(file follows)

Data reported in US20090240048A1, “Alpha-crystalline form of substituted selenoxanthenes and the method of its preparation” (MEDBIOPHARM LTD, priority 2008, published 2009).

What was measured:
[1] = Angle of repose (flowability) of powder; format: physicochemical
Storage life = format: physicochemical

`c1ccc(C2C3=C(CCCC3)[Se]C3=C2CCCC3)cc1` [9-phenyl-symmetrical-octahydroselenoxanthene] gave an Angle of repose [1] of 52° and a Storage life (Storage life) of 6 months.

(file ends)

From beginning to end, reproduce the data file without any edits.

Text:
Data reported in US20090240048A1, “Alpha-crystalline form of substituted selenoxanthenes and the method of its preparation” (MEDBIOPHARM LTD, priority 2008, published 2009).

What was measured:
[1] = Angle of repose (flowability) of powder; format: physicochemical
Storage life = format: physicochemical

`c1ccc(C2C3=C(CCCC3)[Se]C3=C2CCCC3)cc1` [9-phenyl-symmetrical-octahydroselenoxanthene] gave an Angle of repose [1] of 52° and a Storage life (Storage life) of 6 months.